FIG. 4 depicts method 200 of one embodiment. In step 210, SP 48 sends a request for a key 72 to key server 44. Array key management and encryption software 70 assigns an object ID 78 to each device address range 76 that needs a separate encryption key 72. Array key management and encryption software 70 stores this association in device table 74, or in some cases in key table 56. Key management client 68 uses the object IDs 78 and the device address ranges 76 to send key requests to the key server 44. Thus, key management client 68 sends a request to the key server 44 including the object ID 78 and the device address range 76. Key management client 68 also includes, in some embodiments, a reference 150 to the identity of the SDIM 50 that will be using the key 72.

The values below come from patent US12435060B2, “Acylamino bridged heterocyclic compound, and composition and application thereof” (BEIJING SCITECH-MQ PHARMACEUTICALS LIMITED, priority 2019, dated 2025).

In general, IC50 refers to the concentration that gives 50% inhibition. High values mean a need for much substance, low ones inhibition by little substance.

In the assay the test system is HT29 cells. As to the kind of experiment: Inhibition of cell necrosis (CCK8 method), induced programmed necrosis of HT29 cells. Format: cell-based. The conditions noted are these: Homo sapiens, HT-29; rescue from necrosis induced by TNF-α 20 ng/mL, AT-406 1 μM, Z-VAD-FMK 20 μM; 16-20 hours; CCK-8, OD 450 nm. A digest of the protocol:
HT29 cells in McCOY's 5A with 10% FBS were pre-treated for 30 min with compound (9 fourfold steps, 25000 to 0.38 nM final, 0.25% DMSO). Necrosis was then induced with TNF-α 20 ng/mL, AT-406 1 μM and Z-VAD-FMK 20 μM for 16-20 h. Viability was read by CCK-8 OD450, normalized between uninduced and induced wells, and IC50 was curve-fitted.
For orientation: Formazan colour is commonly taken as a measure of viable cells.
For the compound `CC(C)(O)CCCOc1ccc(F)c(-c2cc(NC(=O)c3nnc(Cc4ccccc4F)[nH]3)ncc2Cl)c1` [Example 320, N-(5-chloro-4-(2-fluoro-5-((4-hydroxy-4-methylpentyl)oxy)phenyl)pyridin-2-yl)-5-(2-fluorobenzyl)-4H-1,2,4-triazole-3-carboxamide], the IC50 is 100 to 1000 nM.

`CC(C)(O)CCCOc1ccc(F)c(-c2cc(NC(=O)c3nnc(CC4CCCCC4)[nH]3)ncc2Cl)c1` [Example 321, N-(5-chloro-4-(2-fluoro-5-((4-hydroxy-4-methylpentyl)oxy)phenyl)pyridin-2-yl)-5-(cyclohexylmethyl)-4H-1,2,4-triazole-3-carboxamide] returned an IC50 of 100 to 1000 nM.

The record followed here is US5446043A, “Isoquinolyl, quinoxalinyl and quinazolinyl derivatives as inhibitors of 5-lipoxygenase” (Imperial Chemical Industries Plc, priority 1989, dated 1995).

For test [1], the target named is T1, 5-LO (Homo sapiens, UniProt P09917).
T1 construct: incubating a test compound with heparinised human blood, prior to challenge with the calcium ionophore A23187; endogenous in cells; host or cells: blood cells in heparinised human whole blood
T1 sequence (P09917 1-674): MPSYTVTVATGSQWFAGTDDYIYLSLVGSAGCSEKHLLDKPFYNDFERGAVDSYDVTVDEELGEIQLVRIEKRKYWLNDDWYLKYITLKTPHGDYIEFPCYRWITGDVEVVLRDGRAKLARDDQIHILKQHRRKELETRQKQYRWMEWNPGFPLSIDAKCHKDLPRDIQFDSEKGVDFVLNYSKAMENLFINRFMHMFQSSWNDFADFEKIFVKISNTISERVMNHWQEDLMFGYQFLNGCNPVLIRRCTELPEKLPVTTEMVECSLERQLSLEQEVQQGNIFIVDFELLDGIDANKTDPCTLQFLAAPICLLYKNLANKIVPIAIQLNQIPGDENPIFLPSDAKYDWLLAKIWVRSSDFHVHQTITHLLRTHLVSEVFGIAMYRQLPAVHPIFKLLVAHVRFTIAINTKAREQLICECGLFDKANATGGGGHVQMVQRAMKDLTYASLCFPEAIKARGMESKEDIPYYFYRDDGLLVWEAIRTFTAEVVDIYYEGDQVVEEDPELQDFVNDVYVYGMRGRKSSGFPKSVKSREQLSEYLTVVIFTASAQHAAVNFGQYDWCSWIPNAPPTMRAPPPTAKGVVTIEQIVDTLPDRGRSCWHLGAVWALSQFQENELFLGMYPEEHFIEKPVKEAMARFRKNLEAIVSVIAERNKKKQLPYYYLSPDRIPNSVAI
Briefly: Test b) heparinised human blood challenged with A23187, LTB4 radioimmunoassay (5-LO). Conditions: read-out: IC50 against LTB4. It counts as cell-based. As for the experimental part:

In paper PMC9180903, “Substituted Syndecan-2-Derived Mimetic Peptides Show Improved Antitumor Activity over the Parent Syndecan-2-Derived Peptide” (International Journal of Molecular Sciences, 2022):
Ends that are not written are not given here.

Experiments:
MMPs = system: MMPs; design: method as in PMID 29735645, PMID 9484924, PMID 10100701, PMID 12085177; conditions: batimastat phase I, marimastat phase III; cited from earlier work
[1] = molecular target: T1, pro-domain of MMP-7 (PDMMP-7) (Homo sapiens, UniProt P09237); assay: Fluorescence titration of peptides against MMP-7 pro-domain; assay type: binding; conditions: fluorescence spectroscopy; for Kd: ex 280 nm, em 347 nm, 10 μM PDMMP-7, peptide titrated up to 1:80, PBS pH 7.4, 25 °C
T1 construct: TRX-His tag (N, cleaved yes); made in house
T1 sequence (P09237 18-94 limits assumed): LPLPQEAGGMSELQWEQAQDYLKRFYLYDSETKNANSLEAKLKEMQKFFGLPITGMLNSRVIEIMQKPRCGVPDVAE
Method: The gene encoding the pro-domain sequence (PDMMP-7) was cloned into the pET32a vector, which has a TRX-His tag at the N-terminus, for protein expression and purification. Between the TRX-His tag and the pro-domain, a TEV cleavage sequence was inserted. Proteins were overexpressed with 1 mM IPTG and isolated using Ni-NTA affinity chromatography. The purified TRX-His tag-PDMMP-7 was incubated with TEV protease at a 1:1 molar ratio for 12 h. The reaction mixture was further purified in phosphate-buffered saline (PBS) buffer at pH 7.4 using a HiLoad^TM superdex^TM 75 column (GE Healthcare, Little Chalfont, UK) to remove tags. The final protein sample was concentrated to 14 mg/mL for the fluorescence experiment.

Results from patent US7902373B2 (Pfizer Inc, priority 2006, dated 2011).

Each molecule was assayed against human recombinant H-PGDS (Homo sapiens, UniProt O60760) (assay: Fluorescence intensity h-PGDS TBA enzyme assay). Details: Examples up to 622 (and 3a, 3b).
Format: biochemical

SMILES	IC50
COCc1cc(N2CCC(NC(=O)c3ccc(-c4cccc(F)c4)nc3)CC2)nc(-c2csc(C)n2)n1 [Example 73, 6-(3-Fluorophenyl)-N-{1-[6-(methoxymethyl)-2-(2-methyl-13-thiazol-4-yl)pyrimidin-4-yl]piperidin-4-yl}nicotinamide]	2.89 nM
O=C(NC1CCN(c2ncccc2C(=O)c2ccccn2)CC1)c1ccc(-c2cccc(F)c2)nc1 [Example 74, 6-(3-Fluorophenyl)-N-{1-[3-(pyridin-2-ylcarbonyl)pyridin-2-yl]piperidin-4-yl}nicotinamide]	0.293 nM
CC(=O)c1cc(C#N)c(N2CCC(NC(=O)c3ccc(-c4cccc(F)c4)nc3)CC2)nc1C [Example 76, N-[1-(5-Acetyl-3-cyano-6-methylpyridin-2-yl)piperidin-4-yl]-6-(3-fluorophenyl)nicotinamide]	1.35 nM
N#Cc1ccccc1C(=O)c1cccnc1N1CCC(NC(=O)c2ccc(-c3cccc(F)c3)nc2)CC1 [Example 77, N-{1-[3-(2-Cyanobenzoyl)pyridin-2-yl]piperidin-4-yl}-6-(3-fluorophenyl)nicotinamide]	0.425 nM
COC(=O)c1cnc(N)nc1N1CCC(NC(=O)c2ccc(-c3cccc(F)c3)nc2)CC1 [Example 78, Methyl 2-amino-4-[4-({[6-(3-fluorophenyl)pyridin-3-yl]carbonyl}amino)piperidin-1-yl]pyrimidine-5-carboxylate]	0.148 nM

In step 220, key server 44 receives the key request from SP 48. In step 230, key server 44 assigns a key 172. Key server 44, assigns a unique key 172 to the received object ID 178 (if a key 172 has not already been assigned). Key server 44 stores the object ID 178 and key 172 in master key table 156. In some embodiments, key server 44 also stores the device address range 76 in the master key table 156. However, the key server 44 generally does not make use of the device address range 76. It may be used to reconstruct a device table 74 in the event that the device table 74 of an SP 48 is deleted or becomes corrupted in memory 54.